One of the big jobs within the library is that of a Collection Development librarian. Joplin Public Library is well-served in this role by Linda Cannon. She is in charge of all the ordering and receiving of materials before they go to the Technical Processing Department, where they are cataloged and prepared for circulation.

 

Linda’s job difficulty is compounded when a title or author is very popular. We try to be good stewards of taxpayer money, yet we also would like to make sure people can find the materials they want. This means we need to buy multiple copies of many items.

 

That’s the rub. If a title is extremely popular, and we were to buy 40 (I just grabbed that number from nowhere) copies of the title so no one had to wait for long, that means there are “X” number other titles that cannot be purchased. Then, say we DID purchase 40 copies of the same title, a few months later most people who want to read that book have already done so, and we are stuck with 40 copies of a book no one is checking out any more.

 

So, the rule of thumb we use is when a book has six or seven unfilled requests we will add another copy of the book. That policy didn’t help me out a few weeks ago. I decided to read the book “Divergent” by Veronica Roth. I realized it was a popular book and I would probably have to place it on hold to get.

 

I have library cards at a couple libraries. At JPL I was number 15 for the print version and about number six for the audio version. (Since that time another print copy has been added, and another audio copy was just donated so it will be available soon.) At the library in Barton County I was number eight on the list. For the downloadable e-book from MoLib2Go, it was even worse; I was about number 215!

 

Fortunately for me, my daughter had the set, so I got her copy to read. I expected the book to be enjoyable but was not prepared for an “I-don’t-want-to-put-this-book-down-to-get-the-housework-done” or an “I-really-should-quit-reading-and-go-to-bed” type read. Although the book is not great literature, it grabbed me and held on throughout.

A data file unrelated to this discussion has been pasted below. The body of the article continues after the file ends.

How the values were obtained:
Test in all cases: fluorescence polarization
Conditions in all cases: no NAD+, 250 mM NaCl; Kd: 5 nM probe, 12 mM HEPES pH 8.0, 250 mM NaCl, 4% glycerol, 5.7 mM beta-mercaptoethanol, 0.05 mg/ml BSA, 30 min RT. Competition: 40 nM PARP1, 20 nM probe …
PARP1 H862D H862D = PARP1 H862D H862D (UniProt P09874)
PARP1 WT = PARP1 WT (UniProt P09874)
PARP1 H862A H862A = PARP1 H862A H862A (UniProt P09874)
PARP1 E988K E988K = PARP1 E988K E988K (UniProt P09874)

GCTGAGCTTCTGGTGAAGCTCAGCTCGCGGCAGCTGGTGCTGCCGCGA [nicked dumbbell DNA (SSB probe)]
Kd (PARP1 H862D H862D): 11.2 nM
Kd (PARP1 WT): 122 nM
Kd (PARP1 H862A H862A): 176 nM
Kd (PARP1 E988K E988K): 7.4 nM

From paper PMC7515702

“Divergent” is set in a dystopian future Chicago. People have been divided into five factions based upon their personalities and beliefs. There is Amity (based on friendship and peace), Candor (based on black-and-white truth), Erudite (based on knowledge and intelligence), Abnegation (based on selflessness) and Dauntless (based on courage and bravery).

 

Once each year, every 16 year old is given a simulation to see which group fits their personality. They are then given a choice: Remain in the faction into which they were born, or transfer into a different faction based on their simulation results.

 

The problem with this comes when the simulation is inconclusive. This is what happens to Beatrice, or Tris as she renames herself. Tris is a Divergent, one who shows strong characteristics of several factions. The Divergents are hated and pursued by the leaders in control who know Divergents will not easily “fall into line” and succumb to their control.

 

Tris chooses to leave her home faction of Abnegation, trading in her gray, nondescript clothing to be a part of the Dauntless faction, complete with their piercings, black clothing and tattoos. While trying to hide her identity as a Divergent, she also must conquer her fears, prove her strength and learn to trust her faction, all while surviving tests and violence. (Think “Hunger Games” and “Survivor” on steroids. This book has a lot of violence in it.)

 

In the process of Tris discovering who she really is, she comes to the realization that the groups have strayed from their chosen ideal, and many of them have used their strengths to harm and control, rather than for the good of society.

 

“Divergent” has been made into a very popular movie. Everyone I’ve spoken with says the book is better than the movie (aren’t they always?) and that it does not follow the book plot very well.

 

I really can’t give a clue how this turns out, because “Divergent” is part of a trilogy, and I still have two books to go. I’ll pick up book two, “Insurgent,” from my daughter tonight. (There are 13 holds on it at JPL now.) She says number two is just as riveting. You can pity my poor husband, Mike. I guess that means I won’t get much else accomplished this weekend!